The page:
Was Orlanth ever a dragon? I would suggest the line between “discovered” myths and new myths is a little blurred.

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11 minutes ago, French Desperate WindChild said:

but what you both describe are discovered myths , aren't they ? or did they build from scratch new myths ?

Who can tell the difference?  To give an example, there is a myth (Tales Sea Special) about Magasta about how he was once deposed by Wachaza and later returned to power.  When did it take place?  Mythically most likely the Storm Age.  HeroQuesters can visit the events and confirm them for themselves.

But...

...Wachaza was the war god of the God Learners and Magasta the chief god of their early foes the Waertagi.  This deposition and return happened within history.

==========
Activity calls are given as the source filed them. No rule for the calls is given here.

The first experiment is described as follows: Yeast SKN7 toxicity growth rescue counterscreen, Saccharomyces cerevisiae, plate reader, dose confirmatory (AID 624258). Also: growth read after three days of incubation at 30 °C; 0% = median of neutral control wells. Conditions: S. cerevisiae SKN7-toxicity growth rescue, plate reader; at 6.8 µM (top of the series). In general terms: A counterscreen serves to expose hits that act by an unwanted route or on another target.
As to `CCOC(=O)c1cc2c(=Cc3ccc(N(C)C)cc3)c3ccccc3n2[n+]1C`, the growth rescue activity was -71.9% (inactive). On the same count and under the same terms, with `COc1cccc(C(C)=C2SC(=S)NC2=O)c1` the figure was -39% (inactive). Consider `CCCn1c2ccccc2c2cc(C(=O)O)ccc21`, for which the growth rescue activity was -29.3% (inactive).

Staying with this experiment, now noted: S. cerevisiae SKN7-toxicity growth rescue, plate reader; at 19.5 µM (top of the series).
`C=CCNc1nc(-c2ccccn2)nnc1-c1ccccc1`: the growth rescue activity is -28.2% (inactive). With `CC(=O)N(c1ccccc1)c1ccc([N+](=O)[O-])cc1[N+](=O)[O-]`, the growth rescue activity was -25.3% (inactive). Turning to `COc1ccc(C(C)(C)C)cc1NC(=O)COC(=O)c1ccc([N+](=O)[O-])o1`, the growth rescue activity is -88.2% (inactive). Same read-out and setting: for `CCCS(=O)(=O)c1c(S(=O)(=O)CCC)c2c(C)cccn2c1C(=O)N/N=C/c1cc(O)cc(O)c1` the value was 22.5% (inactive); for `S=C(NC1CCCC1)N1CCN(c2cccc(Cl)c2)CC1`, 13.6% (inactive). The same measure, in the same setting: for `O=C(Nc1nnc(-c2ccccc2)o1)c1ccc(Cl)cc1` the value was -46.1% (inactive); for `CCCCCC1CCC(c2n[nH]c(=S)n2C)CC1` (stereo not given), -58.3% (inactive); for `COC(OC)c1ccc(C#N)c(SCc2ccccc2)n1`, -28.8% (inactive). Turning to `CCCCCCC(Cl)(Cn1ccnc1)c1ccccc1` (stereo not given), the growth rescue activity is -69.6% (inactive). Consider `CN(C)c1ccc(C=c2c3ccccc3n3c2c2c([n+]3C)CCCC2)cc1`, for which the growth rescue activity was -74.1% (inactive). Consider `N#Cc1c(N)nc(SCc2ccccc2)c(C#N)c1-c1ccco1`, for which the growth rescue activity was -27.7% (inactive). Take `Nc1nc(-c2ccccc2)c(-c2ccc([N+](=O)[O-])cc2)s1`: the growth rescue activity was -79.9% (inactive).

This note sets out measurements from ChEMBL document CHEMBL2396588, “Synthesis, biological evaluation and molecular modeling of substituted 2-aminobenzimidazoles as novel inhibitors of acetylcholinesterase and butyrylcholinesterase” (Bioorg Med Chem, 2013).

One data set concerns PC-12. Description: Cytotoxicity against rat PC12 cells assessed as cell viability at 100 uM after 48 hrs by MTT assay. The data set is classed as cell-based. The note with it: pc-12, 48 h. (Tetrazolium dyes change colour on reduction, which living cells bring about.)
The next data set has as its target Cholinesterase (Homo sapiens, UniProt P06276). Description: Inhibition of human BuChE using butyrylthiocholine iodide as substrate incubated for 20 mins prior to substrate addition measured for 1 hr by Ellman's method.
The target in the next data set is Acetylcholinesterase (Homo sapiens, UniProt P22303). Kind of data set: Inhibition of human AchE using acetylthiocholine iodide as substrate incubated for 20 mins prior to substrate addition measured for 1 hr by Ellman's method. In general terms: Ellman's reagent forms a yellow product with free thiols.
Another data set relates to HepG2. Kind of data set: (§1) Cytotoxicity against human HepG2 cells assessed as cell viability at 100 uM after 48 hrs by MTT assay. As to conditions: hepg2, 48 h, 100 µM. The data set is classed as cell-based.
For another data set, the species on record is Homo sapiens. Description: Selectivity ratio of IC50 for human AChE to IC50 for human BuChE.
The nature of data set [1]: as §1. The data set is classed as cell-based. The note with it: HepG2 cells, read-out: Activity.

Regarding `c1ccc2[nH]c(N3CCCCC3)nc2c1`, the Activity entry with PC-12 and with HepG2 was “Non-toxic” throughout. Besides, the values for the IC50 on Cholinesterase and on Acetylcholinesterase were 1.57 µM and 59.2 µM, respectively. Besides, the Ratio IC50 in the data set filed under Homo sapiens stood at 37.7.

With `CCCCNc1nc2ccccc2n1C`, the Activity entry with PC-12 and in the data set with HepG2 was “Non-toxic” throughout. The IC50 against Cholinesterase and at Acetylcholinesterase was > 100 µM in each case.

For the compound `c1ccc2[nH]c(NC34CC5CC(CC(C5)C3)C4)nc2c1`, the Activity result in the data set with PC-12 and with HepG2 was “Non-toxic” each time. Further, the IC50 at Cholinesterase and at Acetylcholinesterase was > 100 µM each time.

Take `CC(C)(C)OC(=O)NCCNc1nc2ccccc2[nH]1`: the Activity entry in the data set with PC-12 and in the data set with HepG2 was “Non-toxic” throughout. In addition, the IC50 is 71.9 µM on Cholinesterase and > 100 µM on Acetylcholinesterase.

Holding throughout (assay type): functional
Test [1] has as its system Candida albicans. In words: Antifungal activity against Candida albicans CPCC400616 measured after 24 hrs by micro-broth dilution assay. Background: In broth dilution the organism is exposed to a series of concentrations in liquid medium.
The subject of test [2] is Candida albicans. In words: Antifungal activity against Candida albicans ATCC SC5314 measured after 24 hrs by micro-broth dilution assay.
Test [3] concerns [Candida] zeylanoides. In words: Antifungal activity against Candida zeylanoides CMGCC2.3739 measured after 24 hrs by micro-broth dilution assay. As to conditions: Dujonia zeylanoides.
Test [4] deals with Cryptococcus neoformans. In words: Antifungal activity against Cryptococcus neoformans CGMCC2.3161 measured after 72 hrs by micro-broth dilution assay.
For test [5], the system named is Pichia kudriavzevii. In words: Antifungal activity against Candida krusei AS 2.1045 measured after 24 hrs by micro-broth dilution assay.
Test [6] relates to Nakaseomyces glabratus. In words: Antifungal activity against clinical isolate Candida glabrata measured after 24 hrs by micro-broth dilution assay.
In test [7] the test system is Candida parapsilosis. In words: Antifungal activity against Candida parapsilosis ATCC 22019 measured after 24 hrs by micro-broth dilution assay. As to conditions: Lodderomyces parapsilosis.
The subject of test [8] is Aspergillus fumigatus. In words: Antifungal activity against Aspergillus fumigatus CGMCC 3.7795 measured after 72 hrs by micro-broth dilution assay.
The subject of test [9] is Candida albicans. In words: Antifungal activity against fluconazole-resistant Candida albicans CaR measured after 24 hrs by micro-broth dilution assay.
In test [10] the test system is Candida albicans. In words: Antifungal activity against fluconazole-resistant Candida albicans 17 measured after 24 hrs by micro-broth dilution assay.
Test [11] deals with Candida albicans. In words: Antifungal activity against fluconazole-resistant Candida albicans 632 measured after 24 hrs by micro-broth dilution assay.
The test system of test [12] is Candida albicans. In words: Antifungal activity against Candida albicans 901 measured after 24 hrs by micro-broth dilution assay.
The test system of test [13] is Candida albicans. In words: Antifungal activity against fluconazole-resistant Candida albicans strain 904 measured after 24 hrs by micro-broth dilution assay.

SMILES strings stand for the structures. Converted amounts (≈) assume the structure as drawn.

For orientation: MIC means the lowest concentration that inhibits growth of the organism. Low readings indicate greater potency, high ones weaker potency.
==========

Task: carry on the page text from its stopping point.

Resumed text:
Before the God Learners, was there ever a myth about Magasta being deposed by Wachaza?  No.  But after the God Learners, the myth is as real as all the other myths about Magasta and Wachaza.  We can only distinguish it from the others because of our knowledge of history.  But that is irrelevant to the mythic world.  

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1 hour ago, EricW said:

Was Orlanth ever a dragon? I would suggest the line between “discovered” myths and new myths is a little blurred.

There's at least one myth which, disconnected from obvious EWF influence, suggests that yes, he was at one point. What that says to me is that you can't just arbitrarily conjure things out of nowhere and nothing- the changes encounter inertia or resistance- because we don't really have an example of an entirely ex nihilo alteration like this. The closest might be Zistor and Zazistor, who... had to be constructed in the material world rather than via pure mythological manipulation. 

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1 hour ago, Eff said: